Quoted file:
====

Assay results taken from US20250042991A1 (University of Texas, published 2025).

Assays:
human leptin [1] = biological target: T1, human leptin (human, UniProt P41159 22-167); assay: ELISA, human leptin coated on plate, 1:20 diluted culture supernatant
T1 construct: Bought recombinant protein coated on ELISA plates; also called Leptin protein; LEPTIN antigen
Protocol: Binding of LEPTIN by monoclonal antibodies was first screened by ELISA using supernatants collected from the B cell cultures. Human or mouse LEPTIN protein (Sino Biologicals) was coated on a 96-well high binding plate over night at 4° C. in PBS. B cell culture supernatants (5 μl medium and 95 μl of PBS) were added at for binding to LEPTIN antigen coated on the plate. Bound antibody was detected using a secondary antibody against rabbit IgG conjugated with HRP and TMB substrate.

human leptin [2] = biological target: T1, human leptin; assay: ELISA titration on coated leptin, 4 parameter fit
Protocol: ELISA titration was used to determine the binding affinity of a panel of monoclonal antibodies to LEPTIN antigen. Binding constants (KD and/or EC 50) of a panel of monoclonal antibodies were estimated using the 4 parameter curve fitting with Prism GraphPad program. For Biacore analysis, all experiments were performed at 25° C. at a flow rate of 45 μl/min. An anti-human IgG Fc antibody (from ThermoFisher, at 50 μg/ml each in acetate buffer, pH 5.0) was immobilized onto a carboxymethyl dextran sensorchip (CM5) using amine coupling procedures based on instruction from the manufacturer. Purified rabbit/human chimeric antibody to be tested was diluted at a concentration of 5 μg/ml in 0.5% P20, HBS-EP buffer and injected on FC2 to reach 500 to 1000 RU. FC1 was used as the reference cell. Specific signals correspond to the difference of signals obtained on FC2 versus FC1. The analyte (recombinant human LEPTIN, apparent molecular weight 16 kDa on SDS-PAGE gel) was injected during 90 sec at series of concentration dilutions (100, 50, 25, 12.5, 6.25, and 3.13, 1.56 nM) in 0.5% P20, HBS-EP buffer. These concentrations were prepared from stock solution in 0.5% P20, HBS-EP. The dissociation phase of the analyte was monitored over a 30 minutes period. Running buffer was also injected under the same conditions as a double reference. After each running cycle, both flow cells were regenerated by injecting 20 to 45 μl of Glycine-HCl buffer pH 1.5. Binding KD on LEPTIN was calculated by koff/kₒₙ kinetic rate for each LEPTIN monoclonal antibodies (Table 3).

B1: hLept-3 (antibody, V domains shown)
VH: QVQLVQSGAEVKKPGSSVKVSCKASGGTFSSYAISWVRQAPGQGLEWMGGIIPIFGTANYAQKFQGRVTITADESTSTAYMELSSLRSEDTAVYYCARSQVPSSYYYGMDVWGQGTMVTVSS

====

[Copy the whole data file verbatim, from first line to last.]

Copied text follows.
Assay results taken from US20250042991A1 (University of Texas, published 2025).

Assays:
human leptin [1] = biological target: T1, human leptin (human, UniProt P41159 22-167); assay: ELISA, human leptin coated on plate, 1:20 diluted culture supernatant
T1 construct: Bought recombinant protein coated on ELISA plates; also called Leptin protein; LEPTIN antigen
Protocol: Binding of LEPTIN by monoclonal antibodies was first screened by ELISA using supernatants collected from the B cell cultures. Human or mouse LEPTIN protein (Sino Biologicals) was coated on a 96-well high binding plate over night at 4° C. in PBS. B cell culture supernatants (5 μl medium and 95 μl of PBS) were added at for binding to LEPTIN antigen coated on the plate. Bound antibody was detected using a secondary antibody against rabbit IgG conjugated with HRP and TMB substrate.

human leptin [2] = biological target: T1, human leptin; assay: ELISA titration on coated leptin, 4 parameter fit
Protocol: ELISA titration was used to determine the binding affinity of a panel of monoclonal antibodies to LEPTIN antigen. Binding constants (KD and/or EC 50) of a panel of monoclonal antibodies were estimated using the 4 parameter curve fitting with Prism GraphPad program. For Biacore analysis, all experiments were performed at 25° C. at a flow rate of 45 μl/min. An anti-human IgG Fc antibody (from ThermoFisher, at 50 μg/ml each in acetate buffer, pH 5.0) was immobilized onto a carboxymethyl dextran sensorchip (CM5) using amine coupling procedures based on instruction from the manufacturer. Purified rabbit/human chimeric antibody to be tested was diluted at a concentration of 5 μg/ml in 0.5% P20, HBS-EP buffer and injected on FC2 to reach 500 to 1000 RU. FC1 was used as the reference cell. Specific signals correspond to the difference of signals obtained on FC2 versus FC1. The analyte (recombinant human LEPTIN, apparent molecular weight 16 kDa on SDS-PAGE gel) was injected during 90 sec at series of concentration dilutions (100, 50, 25, 12.5, 6.25, and 3.13, 1.56 nM) in 0.5% P20, HBS-EP buffer. These concentrations were prepared from stock solution in 0.5% P20, HBS-EP. The dissociation phase of the analyte was monitored over a 30 minutes period. Running buffer was also injected under the same conditions as a double reference. After each running cycle, both flow cells were regenerated by injecting 20 to 45 μl of Glycine-HCl buffer pH 1.5. Binding KD on LEPTIN was calculated by koff/kₒₙ kinetic rate for each LEPTIN monoclonal antibodies (Table 3).

B1: hLept-3 (antibody, V domains shown)
VH: QVQLVQSGAEVKKPGSSVKVSCKASGGTFSSYAISWVRQAPGQGLEWMGGIIPIFGTANYAQKFQGRVTITADESTSTAYMELSSLRSEDTAVYYCARSQVPSSYYYGMDVWGQGTMVTVSS